Having heard that particular news about my Cousins death the other week, our family have been hit with another huge blow. On Thursday of last week we received  the news out of the blue that my Mom’s only remaining sister Aunty Ethel (or Aunty Titch as she has been affectionately called by family for many years) has been diagnosed with breast cancer. There are only three options available to treat my aunt and her life threatening illness, and one of those is unquestionably not an option, however at the tender age of 86 and suffering heart problems, we have to grasp at that little thing called hope and try to remain positive and hope that she comes through this with the removal of the tumor and two weeks of intensive radiography treatment.  And yet the strange thing is, over a number of years, I have noticed as a general rule, when we go through this type of situation, we tend to have more hope for others than for ourselves if we were facing the same problem. I wonder why that is the case? I wonder what it is with that element of humanity that we feel that way?

Having been somewhat under the weather myself last week, and especially so throughout the latter part of the week and weekend, on Sunday morning I found myself wondering whether I should or should not attend my local A&E dept, hoping they could discover why and put a stop to some very heavy rectal bleeding which had been going on for about 3 days and nights  on and off. I decided that with modern medical technology the way it is, there would be a simple answer and a simple solution, deal with it and be able to send me happily on my way back home….job done.

On reporting the A&E reception, explaining my problem and being seen within 30 mins, I found myself being sent by ambulance from my local Solihull A&E over to the Heartlands Hospital in Birmingham as an emergency admission, on route my BP fell uncomfortably low enough for the ambulance  team  to have to stop the ambulance in order to monitor me and administer IV fluids and oxygen and get my BP back up and of course the good old-fashioned raised legs posture works very effectively for blood loss and shock.  I do remember very suddenly my eyes went very blurred and I couldn’t focus and felt like I was going to pass out,  I have to say the whole experience has been very frightening.

I was duly seen  by the ward doctor shortly after my arrival there, who did his initial assessment, examination on the ward where a bed had already been booked for me, but I then had to wait to see the Consultant Surgeon on call who was already in theatre doing emergency surgery, before a decision could be made as to whether I would need to be operated on to discover the cause and site of the bleed and put a stop to it.  Or whether they would do a camera investigation, the first instance was to see if the bleeding would settle on its own.  As a result of the uncertainty I was not allowed to eat or drink anything until very late Sunday night….. a roast beef salad sandwich at 11.30 at night. Over 24 hours without food or water, despite what people say about hospital food…. it was the best sandwich I had tasted in ages.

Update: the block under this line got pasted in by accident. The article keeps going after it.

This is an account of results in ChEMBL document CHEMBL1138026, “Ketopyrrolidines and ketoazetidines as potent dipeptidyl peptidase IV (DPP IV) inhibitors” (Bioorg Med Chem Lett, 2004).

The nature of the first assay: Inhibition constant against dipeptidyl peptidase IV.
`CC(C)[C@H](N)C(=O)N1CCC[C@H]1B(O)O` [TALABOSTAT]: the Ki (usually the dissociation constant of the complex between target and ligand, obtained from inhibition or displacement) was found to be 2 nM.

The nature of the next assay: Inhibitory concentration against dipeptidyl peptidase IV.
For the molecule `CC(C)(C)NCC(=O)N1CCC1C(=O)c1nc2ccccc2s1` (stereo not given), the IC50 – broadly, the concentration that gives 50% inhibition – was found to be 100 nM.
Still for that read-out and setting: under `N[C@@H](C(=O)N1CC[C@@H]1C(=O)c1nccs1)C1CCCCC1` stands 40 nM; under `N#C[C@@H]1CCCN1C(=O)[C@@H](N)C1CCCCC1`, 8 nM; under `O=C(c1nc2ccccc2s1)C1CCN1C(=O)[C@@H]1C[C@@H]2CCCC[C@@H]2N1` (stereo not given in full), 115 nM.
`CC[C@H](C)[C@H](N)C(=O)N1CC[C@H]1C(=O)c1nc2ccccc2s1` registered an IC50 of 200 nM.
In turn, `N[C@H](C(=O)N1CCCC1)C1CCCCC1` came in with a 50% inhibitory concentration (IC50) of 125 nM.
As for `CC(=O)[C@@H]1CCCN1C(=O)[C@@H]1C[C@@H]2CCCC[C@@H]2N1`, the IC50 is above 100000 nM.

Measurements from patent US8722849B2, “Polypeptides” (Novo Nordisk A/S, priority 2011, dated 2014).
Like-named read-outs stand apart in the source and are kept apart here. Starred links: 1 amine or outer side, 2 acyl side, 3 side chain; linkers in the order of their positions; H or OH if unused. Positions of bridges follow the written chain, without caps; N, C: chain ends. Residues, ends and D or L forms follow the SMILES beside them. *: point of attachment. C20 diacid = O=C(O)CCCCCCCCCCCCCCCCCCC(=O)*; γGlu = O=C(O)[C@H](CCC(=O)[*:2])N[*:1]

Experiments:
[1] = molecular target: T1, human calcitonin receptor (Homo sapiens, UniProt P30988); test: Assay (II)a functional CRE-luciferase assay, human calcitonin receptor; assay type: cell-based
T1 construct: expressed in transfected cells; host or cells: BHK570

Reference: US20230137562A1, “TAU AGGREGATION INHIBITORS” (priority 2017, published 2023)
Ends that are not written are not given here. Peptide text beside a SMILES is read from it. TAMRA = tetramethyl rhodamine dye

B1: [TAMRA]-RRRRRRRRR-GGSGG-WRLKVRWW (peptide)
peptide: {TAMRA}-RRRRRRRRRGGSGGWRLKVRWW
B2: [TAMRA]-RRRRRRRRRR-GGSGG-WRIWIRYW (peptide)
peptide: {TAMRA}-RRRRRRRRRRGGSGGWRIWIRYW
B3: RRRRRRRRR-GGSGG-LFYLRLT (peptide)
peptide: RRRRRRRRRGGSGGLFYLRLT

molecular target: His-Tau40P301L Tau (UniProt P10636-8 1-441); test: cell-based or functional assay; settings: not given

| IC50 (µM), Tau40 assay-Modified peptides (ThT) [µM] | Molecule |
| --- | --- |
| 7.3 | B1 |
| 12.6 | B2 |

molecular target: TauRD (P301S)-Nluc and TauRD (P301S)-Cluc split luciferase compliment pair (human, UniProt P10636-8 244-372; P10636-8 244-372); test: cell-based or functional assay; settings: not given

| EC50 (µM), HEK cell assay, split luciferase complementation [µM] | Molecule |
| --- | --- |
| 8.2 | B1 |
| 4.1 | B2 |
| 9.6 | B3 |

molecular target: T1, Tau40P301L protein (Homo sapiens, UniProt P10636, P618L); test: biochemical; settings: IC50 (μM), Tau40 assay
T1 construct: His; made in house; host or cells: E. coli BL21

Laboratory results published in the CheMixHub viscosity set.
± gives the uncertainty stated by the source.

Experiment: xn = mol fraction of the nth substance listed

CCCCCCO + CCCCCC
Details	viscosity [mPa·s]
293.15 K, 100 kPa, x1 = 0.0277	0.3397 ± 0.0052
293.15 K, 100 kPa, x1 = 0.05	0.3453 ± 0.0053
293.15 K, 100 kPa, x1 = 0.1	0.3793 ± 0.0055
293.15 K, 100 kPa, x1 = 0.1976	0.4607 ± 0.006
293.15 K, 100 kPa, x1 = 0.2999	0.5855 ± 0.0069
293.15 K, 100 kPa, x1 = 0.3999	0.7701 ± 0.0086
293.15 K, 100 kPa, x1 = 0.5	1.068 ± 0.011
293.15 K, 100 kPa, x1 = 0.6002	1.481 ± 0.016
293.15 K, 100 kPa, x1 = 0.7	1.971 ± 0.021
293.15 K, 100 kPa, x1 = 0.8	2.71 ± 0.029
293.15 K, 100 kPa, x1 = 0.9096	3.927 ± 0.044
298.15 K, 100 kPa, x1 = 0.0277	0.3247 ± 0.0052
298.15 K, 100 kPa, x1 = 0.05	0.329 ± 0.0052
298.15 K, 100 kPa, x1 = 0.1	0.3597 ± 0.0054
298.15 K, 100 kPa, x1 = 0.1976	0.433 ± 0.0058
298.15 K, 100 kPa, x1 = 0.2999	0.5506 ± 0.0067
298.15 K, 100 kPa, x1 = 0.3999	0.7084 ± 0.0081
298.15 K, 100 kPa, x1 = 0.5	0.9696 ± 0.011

Fortunately I was able to avoid emergency surgery , but I was kept in for 2 days and overnight until the bleeding had decided to stop of its own accord  Sunday night.  Further investigation, blood tests, poking and prodding believes at this stage  to be a nasty little polyp in the bowel, but since the bleeding had stopped they did not want to disturb me any more and start the bleeding off again by putting a long tube and camera inside me. Although my hemoglobin level was very slightly low it was within normal acceptable range, and come Monday another test also showed a very slight dip but still within a safe range. I was finally released home Monday night, pending further investigations via an outpatients appointment in the coming weeks via a Sygmoidoscopy procedure.  However I have been given instruction if it happens again before going in for the camera test, I have been told to call an ambulance or get myself straight back to A&E.

Just when you think things can’t get any worse, I returned to work today only to find termination of my contract waiting for me for the Friday of this week rather than 25th  November. Now that the lady whose job I was covering has returned almost 2 weeks, I am now surplus to requirements. So come next Monday, yet again I will be going through all the turmoil of trying to find another new job. There are two more temporary contracts at the place I do currently work, one which I have applied for and am waiting for an interview date, and one which I will be applying for when it becomes advertised, and my manager who knows both of the dept managers/team leaders has promised me a glowing reference.

I think I can say in all honesty his has been my week from hell….and I can only hope it does get better.

It is when you get weeks like this it is so vitally important to try and remain positive and focused. And I do have to question myself, just how much can any individual take in such a sport space of time? And despite all the various emotions I have been experiencing over this past week, I do think I have learned to ‘deal’ with it better than I thought I ever could. So there is a lot to be said for thinking positive, and trying to remain that way.

 

Thanks for stopping by.